5ème Conférence Internationale sur les Femmes et le Transport - Construire les ponts
14-16 avr. 2014 Paris - La Défense (France)

Programme Scientifique > Pistes de recherches

The information on this page is meant to provide some ideas on issues that would be relevant to the conference. This isn’t meant to be exhaustive, only suggestive of some of the topics and factors that are important when considering women’s issues in transportation.Please consider submitting an abstract/paper associated with these topics or with something unique but important to insuring women’s needs as transportation system users and decision-makers are met.

Women as transportation system users

Women as travelers and customers in the transport system sometimes have different transport demand, behavior, needs, interests, values, ability and willingness to pay. 

Women have different physical characteristics. The transport system should account for these differences to ensure safety, comfort, etc for women transportation users. 

Women may respond differently to policy. These policies may include incentives such as congestion, fuel consumption, and parking, or safety legislation such as drink & drive, speed limits, and usage of safety belts.

Women have different activity and travel patterns, allocate time differently, and approach the use of communication technologies such as internet, email, social networks, etc. differently. 

Women’s values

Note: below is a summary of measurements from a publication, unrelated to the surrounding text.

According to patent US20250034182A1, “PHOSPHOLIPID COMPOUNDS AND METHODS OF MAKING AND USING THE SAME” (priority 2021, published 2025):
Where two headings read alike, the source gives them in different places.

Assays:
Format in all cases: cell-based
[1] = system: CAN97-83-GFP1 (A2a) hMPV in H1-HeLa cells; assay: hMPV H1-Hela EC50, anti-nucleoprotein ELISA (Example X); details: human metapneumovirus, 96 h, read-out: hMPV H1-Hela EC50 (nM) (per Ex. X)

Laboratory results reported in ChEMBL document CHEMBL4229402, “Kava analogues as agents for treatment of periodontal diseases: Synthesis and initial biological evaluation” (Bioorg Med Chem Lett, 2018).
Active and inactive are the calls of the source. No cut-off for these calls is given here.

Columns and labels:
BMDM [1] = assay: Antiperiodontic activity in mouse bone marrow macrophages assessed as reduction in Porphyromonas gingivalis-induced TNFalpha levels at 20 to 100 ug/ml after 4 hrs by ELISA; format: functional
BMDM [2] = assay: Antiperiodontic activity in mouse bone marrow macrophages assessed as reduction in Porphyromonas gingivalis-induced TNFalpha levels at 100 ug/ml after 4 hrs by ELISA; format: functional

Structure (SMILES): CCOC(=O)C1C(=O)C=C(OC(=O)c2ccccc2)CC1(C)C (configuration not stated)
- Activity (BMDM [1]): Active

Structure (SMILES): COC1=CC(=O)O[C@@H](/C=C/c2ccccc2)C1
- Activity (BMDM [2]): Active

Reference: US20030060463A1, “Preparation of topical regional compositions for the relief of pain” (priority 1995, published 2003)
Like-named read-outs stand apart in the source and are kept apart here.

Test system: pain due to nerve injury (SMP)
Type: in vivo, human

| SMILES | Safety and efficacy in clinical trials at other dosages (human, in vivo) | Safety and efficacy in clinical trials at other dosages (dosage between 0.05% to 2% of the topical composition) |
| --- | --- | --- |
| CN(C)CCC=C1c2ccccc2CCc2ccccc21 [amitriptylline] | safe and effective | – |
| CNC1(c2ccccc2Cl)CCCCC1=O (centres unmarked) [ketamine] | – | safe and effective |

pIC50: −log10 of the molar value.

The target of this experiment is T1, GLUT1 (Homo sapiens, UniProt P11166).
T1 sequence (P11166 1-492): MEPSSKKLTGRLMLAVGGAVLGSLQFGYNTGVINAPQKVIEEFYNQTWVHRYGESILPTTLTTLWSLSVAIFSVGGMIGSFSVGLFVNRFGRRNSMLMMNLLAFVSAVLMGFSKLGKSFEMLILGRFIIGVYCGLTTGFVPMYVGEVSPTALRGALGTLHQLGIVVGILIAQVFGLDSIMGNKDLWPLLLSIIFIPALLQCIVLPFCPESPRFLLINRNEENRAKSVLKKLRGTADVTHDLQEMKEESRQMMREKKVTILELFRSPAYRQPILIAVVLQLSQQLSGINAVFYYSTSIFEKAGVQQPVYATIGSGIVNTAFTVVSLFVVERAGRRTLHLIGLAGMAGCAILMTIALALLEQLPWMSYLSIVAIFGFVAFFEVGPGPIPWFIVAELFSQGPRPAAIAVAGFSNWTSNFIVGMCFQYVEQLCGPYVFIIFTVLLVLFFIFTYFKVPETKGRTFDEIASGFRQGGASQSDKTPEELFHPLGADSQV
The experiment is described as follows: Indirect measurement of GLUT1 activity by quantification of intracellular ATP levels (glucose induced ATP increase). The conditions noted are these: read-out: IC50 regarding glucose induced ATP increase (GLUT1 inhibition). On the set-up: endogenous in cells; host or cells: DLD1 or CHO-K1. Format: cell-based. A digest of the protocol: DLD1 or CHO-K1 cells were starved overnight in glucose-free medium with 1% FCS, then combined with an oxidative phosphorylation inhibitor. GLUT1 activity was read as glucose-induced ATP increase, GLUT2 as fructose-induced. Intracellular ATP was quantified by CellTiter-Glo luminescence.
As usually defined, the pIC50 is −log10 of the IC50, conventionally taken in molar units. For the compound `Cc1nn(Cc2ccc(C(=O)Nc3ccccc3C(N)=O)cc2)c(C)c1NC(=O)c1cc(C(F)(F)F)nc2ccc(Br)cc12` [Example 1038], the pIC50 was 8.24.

Women’s values of time, traffic safety, the environment, road maintenance and design of public transport terminals and stations sometimes differ.

Women’s ability to adapt to change and innovate

Innovation is a key factor in development, including within the transport sector. Women’s perspective and response to innovation differ as does their ability to adapt to a changing economic environment.

Women in the decision-making processes

Women in decision-making processes: How do women make transportation and policy decisions and based on what premises? How are women represented in decision making process at the family, societal and policy levels?

Factors to Consider – How do these factors impact women differently?

- Lifecycle patterns: young/child, singled, married, parent with young children (single or married), parent with older children, older couple, older single.

- Household responsibilities/constraints: caring for children, grocery shopping, service trips, etc.

- Socio-economic factors: occupation full or part time, income, level of education, car ownership, driver licensing.

- Land use characteristics / Travel patterns: working place location with respect to household location, availability and level of service of transport systems to serve various geographic area types (urban, rural, etc).

- Information and Communication Technologies (ICT) accessibility: penetration of ICT, availability and adoption of tele-activities (such as tele-working, tele-shopping, e-learning), etc.

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